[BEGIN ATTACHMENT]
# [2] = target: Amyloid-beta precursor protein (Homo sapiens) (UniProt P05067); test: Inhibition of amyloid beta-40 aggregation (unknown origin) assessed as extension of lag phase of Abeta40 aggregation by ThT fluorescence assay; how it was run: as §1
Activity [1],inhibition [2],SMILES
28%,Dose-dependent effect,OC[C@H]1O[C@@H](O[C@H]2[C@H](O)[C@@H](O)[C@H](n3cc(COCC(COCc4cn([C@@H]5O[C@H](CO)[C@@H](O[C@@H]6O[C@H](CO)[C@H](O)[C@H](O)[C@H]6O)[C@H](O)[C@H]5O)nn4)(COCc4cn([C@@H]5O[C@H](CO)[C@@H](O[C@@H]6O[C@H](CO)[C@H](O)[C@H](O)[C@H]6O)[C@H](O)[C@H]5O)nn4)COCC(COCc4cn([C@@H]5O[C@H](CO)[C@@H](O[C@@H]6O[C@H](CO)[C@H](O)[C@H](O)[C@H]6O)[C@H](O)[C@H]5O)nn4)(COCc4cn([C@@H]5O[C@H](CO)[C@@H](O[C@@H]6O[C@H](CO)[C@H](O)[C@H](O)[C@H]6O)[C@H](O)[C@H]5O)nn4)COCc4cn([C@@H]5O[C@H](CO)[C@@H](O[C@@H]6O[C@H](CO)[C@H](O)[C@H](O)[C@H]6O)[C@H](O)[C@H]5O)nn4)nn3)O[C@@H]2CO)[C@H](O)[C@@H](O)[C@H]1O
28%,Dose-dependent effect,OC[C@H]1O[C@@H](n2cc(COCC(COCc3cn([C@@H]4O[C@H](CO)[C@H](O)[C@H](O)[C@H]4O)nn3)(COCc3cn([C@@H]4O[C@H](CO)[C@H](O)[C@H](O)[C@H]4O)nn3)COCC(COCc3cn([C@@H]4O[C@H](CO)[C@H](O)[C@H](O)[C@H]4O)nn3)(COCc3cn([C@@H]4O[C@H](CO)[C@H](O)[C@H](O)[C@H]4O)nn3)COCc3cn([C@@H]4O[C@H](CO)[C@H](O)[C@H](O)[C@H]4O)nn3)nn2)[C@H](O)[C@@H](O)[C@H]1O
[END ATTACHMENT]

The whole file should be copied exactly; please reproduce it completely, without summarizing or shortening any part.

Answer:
# [2] = target: Amyloid-beta precursor protein (Homo sapiens) (UniProt P05067); test: Inhibition of amyloid beta-40 aggregation (unknown origin) assessed as extension of lag phase of Abeta40 aggregation by ThT fluorescence assay; how it was run: as §1
Activity [1],inhibition [2],SMILES
28%,Dose-dependent effect,OC[C@H]1O[C@@H](O[C@H]2[C@H](O)[C@@H](O)[C@H](n3cc(COCC(COCc4cn([C@@H]5O[C@H](CO)[C@@H](O[C@@H]6O[C@H](CO)[C@H](O)[C@H](O)[C@H]6O)[C@H](O)[C@H]5O)nn4)(COCc4cn([C@@H]5O[C@H](CO)[C@@H](O[C@@H]6O[C@H](CO)[C@H](O)[C@H](O)[C@H]6O)[C@H](O)[C@H]5O)nn4)COCC(COCc4cn([C@@H]5O[C@H](CO)[C@@H](O[C@@H]6O[C@H](CO)[C@H](O)[C@H](O)[C@H]6O)[C@H](O)[C@H]5O)nn4)(COCc4cn([C@@H]5O[C@H](CO)[C@@H](O[C@@H]6O[C@H](CO)[C@H](O)[C@H](O)[C@H]6O)[C@H](O)[C@H]5O)nn4)COCc4cn([C@@H]5O[C@H](CO)[C@@H](O[C@@H]6O[C@H](CO)[C@H](O)[C@H](O)[C@H]6O)[C@H](O)[C@H]5O)nn4)nn3)O[C@@H]2CO)[C@H](O)[C@@H](O)[C@H]1O
28%,Dose-dependent effect,OC[C@H]1O[C@@H](n2cc(COCC(COCc3cn([C@@H]4O[C@H](CO)[C@H](O)[C@H](O)[C@H]4O)nn3)(COCc3cn([C@@H]4O[C@H](CO)[C@H](O)[C@H](O)[C@H]4O)nn3)COCC(COCc3cn([C@@H]4O[C@H](CO)[C@H](O)[C@H](O)[C@H]4O)nn3)(COCc3cn([C@@H]4O[C@H](CO)[C@H](O)[C@H](O)[C@H]4O)nn3)COCc3cn([C@@H]4O[C@H](CO)[C@H](O)[C@H](O)[C@H]4O)nn3)nn2)[C@H](O)[C@@H](O)[C@H]1O